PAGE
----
Editorial: 'Joe Schmidt - a truly great coach'
Ireland's former rugby head coach Joe Schmidt has provided a typically honest assessment of the country's disappointing performance at the recent Rugby World Cup finals in Japan, a result which was something of an anti-climax, to say the least, after expectations had been raised so high by the team's performances throughout the New Zealander's stellar six-year period in charge.
His view that Ireland looked too far ahead in advance and did not prioritise the Six Nations Championship, lost momentum and confidence as a result of that campaign and was unable to regain its rhythm ahead of the World Cup seems like a reasonable critique from a head coach who, such is the nature of his character, will be more disappointed than anybody by the team's performance, and accepting of his part of the responsibility for that, which he would never seek to avoid.
Schmidt has also admitted that he was nervous about the reaction he would receive on returning to Ireland after the under-performance in Japan. In a way, it is refreshing to hear a coach anticipate a negative reaction. Certainly that would be the expectation in his native New Zealand where standards and expectations are always high, and rightly so, particularly in this professional era. As one of this nation's other great sportsmen, Roy Keane, has complained with justification, Ireland's acceptance of failure, rather its embrace of moral victory, has often proved its undoing. That Schmidt, the players and followers of Ireland rugby, and sports fans in general were so disappointed by the performance in Japan is, perhaps, testament to the standard that the former head coach helped to create and leaves behind.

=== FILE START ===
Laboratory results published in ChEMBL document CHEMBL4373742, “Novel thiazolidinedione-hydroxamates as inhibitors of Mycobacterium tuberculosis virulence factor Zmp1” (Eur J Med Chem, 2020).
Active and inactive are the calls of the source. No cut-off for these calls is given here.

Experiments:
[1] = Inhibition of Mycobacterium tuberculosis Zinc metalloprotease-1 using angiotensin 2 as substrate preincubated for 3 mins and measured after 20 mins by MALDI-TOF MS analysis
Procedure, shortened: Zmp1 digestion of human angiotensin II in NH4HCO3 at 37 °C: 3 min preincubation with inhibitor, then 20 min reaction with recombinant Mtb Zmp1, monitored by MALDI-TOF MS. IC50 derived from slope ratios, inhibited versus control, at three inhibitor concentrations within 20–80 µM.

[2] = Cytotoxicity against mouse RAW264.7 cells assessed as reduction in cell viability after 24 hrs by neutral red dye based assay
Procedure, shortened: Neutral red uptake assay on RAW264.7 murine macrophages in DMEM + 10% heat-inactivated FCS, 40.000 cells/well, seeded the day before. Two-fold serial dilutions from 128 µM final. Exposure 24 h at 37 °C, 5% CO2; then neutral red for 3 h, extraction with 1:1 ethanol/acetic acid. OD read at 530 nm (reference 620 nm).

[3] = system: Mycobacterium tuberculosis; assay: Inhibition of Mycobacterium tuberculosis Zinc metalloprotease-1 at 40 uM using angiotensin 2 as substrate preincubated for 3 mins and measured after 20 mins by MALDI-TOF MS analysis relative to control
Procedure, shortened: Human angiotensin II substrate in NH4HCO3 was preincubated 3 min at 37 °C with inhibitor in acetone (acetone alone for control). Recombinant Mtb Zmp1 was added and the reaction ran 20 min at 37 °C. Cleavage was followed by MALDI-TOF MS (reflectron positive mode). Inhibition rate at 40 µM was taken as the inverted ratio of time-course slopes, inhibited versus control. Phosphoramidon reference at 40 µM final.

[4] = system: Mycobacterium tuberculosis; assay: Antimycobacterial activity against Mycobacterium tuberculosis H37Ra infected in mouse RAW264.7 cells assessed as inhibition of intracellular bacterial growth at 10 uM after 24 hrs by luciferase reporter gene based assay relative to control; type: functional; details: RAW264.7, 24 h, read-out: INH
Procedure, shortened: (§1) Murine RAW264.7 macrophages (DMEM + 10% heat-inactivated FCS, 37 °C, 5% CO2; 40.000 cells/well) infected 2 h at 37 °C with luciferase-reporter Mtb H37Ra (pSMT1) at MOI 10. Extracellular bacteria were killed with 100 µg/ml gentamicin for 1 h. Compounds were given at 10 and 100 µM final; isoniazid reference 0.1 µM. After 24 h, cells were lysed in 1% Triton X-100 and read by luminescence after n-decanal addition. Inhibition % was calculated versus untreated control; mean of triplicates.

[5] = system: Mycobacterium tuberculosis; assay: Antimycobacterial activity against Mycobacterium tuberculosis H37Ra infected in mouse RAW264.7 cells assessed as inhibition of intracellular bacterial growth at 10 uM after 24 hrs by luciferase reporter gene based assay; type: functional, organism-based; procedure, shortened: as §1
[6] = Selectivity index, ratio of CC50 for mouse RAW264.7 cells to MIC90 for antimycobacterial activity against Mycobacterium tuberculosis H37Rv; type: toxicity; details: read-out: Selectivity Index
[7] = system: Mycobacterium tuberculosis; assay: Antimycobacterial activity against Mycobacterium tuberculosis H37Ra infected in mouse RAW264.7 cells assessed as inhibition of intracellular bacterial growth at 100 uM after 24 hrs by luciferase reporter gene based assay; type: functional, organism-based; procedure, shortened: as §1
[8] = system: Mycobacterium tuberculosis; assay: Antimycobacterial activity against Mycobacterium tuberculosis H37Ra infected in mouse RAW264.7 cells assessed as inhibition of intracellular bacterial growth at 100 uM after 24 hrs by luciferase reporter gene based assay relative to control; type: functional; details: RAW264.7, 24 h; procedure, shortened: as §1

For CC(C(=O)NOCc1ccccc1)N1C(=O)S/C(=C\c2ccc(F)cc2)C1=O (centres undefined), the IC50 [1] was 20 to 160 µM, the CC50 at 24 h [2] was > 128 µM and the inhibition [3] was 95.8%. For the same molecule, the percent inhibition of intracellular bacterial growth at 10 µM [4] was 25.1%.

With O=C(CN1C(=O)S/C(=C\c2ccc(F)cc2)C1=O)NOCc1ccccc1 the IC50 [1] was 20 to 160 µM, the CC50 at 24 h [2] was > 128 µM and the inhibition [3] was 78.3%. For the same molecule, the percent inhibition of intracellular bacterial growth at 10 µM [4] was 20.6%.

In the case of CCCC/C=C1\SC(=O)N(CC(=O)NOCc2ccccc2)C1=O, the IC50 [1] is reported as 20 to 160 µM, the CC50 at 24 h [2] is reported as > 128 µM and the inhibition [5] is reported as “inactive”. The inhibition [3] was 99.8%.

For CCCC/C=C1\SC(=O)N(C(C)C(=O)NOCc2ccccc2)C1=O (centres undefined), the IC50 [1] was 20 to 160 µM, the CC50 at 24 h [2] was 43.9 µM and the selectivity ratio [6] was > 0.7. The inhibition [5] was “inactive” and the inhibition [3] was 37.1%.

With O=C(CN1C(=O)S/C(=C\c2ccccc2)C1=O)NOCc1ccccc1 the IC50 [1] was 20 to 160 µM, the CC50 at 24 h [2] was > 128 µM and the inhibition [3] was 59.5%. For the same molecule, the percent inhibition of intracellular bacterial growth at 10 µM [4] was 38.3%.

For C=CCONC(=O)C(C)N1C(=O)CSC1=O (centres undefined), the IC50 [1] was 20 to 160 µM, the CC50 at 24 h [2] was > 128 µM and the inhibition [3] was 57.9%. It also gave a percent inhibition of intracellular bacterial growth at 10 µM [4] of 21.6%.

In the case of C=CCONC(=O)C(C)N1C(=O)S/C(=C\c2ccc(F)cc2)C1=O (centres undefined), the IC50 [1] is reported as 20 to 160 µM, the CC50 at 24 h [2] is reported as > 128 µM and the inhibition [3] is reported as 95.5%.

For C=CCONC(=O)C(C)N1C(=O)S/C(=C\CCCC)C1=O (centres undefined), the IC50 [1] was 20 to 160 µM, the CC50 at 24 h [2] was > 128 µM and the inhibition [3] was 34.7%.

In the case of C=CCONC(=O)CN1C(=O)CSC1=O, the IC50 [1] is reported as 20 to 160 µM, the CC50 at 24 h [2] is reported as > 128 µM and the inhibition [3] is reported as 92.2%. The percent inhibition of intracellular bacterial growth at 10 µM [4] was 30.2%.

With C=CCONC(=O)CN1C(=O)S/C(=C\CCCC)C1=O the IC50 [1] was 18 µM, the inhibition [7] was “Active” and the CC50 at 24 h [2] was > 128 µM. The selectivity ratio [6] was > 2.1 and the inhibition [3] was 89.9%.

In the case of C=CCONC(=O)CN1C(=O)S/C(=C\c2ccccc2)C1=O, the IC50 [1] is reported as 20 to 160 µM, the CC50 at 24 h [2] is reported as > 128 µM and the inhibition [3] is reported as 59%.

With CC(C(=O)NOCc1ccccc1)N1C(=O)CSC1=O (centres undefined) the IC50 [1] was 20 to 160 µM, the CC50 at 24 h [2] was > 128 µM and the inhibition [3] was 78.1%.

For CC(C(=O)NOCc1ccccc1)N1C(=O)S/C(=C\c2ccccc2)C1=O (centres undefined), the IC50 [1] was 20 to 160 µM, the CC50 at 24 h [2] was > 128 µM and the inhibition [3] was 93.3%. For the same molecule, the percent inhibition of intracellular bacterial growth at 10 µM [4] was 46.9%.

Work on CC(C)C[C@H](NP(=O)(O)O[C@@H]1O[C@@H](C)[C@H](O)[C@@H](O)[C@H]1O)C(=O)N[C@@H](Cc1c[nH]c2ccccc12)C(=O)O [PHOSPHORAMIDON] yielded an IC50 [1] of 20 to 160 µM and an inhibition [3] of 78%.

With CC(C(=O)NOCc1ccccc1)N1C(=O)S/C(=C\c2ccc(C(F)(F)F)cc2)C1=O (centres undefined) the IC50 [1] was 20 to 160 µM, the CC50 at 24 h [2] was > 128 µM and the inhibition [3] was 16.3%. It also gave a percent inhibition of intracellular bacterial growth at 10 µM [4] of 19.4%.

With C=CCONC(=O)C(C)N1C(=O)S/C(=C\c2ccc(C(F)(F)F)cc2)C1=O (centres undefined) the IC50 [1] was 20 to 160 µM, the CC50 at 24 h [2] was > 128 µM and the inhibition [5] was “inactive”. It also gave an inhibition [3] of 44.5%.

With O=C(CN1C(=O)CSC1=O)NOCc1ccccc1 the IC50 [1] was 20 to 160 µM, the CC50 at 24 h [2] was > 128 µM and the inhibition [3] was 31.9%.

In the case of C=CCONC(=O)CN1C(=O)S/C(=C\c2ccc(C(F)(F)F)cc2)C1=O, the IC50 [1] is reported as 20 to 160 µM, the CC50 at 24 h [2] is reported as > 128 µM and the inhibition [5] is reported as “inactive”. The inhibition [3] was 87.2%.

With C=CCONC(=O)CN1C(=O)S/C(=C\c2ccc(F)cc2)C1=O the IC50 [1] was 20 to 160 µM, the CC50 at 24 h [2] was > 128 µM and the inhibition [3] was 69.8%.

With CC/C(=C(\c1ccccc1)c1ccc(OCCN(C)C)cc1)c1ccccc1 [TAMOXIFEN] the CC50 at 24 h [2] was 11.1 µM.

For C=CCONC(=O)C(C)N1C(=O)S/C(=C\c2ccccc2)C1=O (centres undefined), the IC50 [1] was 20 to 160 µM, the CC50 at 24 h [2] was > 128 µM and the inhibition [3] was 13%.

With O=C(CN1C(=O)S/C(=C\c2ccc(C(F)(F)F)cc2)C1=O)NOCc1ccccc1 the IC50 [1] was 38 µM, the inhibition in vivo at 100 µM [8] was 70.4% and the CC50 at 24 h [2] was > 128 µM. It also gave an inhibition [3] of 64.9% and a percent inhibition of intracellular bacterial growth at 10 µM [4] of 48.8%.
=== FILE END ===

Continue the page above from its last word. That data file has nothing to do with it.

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Let us examine his record: three Six Nations Championships, in 2014, 2015, 2018 and a Triple Crown and Grand Slam in 2018. And who will ever forget those victories over the All-Blacks? Nor should we forget his achievements with Leinster: Heineken Cup winners in 2011 and 2012 as well as Pro12 and European Challenge Cup winners. These are remarkable achievements, built on the back of the successes of those who had gone before him. Schmidt's coaching style, his analysis of the opposition and simple game strategies based on pressure, territory, intelligent defence with aggressive line speed, and rehearsed attacking plays, undoubtedly elevated rugby in Ireland to another level. It is now for his successor to build on his remarkable achievements, dare we suggest, perhaps by also letting loose those wild spirits native to the game in Ireland.
So Joe Schmidt should not be so concerned about negative reaction. While there was undoubtedly great disappointment at what happened in Japan, there remains and always will be huge respect and affection for a coach who has helped to provide many truly great moments throughout his period in charge. Furthermore, during his tenure he was also granted Irish citizenship, an honour richly deserved. As such, he is one of our own, and we are proud of that too. Joe Schmidt will always be held in the highest regard in this country as a true leader of men.